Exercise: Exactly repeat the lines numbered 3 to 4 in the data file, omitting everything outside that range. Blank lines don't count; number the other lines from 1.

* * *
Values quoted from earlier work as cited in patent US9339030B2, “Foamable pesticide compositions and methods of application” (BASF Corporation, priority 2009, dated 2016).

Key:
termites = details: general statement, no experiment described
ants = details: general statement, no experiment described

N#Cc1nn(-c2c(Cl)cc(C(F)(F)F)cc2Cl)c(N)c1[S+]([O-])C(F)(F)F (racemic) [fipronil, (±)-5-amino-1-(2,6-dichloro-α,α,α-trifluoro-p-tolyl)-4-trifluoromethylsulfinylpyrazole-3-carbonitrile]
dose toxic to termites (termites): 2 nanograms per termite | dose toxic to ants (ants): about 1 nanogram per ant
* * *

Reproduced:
termites = details: general statement, no experiment described
ants = details: general statement, no experiment described